History was on the line for each of these gentlemen.
For Novak Djokovic, winning another Wimbledon would tie him with Roger Federer and Rafael Nadal for 20 grand slam titles. For Matteo Berrettini, in his debut grand slam final, winning would mean breaking a 45-year dry spell for Italy, and the first Italian to win at Wimbledon.
The mountain was high for Berrettini to climb, he trailed 0-2 in his head-to-head with Djokovic. And he’s never defeated a Top 10 player. But, his powerful serve would be a major challenge against Djokovic, one of the game’s best returners.
And his heavy forehand was a great matchup against the pace and precision of Novak’s backhand. The edge still went to Djokovic, with superior movement, net play, and experience on his side.
The beginning of the first set saw a few double faults from the World’s No. 1 and many wild forehands from the 25-year-old Italian. Most likely nerves. Movement looked spotty for the rocket-serving Roman, who came onto court with his groin taped.
The 8th game lasted nearly ten minutes, going back and forth between deuce and ad many times. Berrettini held serve to stay in the first set after a return error into the net from Djokovic, instilling new life into him.
The following game saw Novak give Berrettini a lifeline, by dumping a forehand into the net, making it Ad-Berrettini. A fantastic rally ensued after a second-serve from Djokovic, ending with a Berrettini forehand to the back corner, making it 5-4.
The serving of Berrettini and the returning of Djokovic were world class. But the massive serve off the Italian’s racket was too much for the best server in the game. Leveling the set at 5-5.
An easy service game for Novak, taking only a couple of minutes, put the set at 6-5. There were long rallies where the young Italian came out on top, painting the lines with his forehand and had some help from Djokovic’s unforced errors, sending the first set into a tiebreak.
The tiebreak was a battle in miniature to what the first set was. Unexpected unforced errors by Djokovic, incredible serving from Berrettini. But Novak’s serve improved here, helping him out of any hole that Berrettini’s serve put him in.
Berrettini took the tiebreaker and the first set.
Djokovic took a quick 4-0 lead in the second, the 4th game only taking a minute to secure.
Berrettini’s energy level dropped after the fight it took to dig himself out of the 2-5 hole in the first. Berrettini fought in the 5th game, getting on the scoreboard with his big serve and big forehand. Djokovic had two set points at 5-3, but Berrettini’s energy picked up and his serve saved him. A near perfect service game for Djokovic followed, and ended the set.
One set all.
Berrettini opened the third with an easy service hold with his massive forehand getting him some easy winners.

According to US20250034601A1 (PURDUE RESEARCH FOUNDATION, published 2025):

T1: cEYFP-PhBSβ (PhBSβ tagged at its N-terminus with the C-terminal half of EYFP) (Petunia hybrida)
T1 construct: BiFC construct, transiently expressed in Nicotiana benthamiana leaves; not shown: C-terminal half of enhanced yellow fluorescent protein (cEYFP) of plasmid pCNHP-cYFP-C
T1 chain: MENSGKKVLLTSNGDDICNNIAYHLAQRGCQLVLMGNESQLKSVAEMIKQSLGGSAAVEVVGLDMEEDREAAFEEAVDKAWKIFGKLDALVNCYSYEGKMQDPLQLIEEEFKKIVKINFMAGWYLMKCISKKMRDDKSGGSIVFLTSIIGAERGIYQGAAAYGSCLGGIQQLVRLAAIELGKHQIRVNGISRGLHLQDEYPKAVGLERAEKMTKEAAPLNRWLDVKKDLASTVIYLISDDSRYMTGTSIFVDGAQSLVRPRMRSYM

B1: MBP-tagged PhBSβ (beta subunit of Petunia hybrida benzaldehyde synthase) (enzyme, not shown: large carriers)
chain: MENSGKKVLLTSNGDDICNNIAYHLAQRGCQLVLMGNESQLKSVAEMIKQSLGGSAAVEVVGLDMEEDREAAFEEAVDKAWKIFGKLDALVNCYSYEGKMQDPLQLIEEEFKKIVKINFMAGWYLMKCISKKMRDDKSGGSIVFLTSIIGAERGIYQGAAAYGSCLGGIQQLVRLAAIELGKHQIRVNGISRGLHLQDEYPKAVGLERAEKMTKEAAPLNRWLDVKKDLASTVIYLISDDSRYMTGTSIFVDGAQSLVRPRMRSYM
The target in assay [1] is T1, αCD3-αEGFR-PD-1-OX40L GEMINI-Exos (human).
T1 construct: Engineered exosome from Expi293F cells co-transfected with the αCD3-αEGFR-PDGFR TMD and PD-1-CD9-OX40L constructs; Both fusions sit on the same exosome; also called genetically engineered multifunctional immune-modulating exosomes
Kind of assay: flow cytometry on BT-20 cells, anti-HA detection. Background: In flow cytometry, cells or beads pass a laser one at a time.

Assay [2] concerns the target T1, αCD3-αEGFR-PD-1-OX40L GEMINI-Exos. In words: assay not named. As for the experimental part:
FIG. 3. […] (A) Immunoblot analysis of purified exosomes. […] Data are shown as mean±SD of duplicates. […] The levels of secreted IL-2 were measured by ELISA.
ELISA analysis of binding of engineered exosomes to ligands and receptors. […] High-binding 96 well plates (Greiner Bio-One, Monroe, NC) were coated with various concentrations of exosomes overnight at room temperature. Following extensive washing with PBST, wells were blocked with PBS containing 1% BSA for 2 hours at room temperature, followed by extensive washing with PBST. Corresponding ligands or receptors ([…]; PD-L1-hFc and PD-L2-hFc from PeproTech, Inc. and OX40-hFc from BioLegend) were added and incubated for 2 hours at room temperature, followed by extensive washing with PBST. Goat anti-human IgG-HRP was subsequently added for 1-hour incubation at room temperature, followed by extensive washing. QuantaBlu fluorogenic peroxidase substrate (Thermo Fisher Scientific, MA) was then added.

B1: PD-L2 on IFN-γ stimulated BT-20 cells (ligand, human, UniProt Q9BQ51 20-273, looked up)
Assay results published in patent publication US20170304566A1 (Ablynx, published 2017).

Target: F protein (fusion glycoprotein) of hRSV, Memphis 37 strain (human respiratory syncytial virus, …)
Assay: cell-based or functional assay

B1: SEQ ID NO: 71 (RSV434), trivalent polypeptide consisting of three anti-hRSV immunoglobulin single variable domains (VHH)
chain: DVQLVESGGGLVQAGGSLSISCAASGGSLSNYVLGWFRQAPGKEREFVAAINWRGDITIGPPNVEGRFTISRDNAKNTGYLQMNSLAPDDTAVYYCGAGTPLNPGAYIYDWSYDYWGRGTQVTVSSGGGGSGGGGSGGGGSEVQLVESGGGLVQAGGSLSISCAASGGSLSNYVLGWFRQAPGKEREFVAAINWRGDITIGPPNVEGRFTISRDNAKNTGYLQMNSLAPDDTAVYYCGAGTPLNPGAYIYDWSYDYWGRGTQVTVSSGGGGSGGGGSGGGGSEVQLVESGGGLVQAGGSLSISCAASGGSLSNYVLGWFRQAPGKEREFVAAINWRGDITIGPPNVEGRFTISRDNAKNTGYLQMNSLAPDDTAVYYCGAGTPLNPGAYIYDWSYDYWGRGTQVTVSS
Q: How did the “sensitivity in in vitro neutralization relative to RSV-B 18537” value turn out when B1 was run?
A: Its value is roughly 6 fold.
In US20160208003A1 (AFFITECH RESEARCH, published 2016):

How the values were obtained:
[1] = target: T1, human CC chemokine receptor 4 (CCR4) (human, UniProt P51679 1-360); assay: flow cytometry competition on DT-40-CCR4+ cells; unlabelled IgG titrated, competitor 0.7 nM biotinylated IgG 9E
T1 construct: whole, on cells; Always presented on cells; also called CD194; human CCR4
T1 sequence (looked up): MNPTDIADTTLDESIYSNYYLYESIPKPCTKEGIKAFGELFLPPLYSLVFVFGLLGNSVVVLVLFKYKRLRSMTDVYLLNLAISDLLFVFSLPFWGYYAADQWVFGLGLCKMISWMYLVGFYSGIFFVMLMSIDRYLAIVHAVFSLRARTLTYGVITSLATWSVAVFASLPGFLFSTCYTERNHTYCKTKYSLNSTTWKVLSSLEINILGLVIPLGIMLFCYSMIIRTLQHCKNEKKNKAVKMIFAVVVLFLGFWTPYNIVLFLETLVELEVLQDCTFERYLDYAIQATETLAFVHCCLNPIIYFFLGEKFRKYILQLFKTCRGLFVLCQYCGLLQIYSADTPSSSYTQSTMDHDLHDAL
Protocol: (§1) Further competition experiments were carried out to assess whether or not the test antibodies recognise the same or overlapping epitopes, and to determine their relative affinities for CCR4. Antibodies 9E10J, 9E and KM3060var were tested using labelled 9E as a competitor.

The Italian’s movement improved and created a lot of opportunities for himself by moving the ball around and placing his serve so well that it created a lot of errors off of Djokovic’s racket.
A misfired backhand slice from Berrettini, a shot that let him down a few times, ended the game. 2-1, Djokovic.
Djokovic began to serve and volley more during this set, which proved successful for him. Berrettini followed suit and won his next service game by doing the very same. 3-2, Djokovic.
Berrettini placed his shots deep, nearly hitting the baseline where the court has been chewed up from two weeks of matchplay. This caused the ball to take some awkward bounces which tripped up Djokovic a few times.
The men held serve comfortably during this set, but ultimately it was Djokovic who prevailed. Two sets to one.
The fourth set was the most exciting: amazing rallies that had the fans giving standing ovations and brought smiles to each player’s face. Berrettini’s energy seemed to return. Djovokic had steadily cleaned up his error count since the first set.
At 3-3, 30-all, the crowd was chanting “MA-TE-O!” But, the World No. 1 thrives when the crowd is behind his opponent, and he wins the game with a rare double fault from Berrettini.
Championship point came at 5-3, 40-30. Berretini served, came to net and saved match point. 40-40. Djokovic came to net to secure another match point.
Berrettini saved it with a huge forehand down the line. A forehand into the net gives Djokovic match point No. 3. And after one of the longer rallies of the entire match, Berrettini puts another backhand slice into the net.
Djokovic wins, securing his third grand slam trophy of 2021, sixth Wimbledon title, and 20th grand slam title.
Berrettini served unbelievably and out-aced Djokovic 16 to 5. His forehand helped him win tons of points, racking up more winners than Djokovic. What let him down was his inability to pass with his backhand when Djokovic came to net.
Nerves were probably what most affected his play, and that confidence will come with time and experience during the big moments of his young career.
Djokovic’s returns were outstanding. Sometimes, he was nearly kneeling and using his racket as a shield to get the ball back in play. He started off the match with 10 unforced errors but, like a great champion does, adjusted and made less errors during each of the four sets.
The serve and volley strategy he implemented during the second set and continued through the rest of the match, won him a high percentage of net points.
This Wimbledon Gentlemen’s final was a battle. Berrettini put up a fight, but in the end it was Djokovic’s ability to mix up his playing style, use his superior returning skills to keep the Italian hitting one more ball that he would have liked.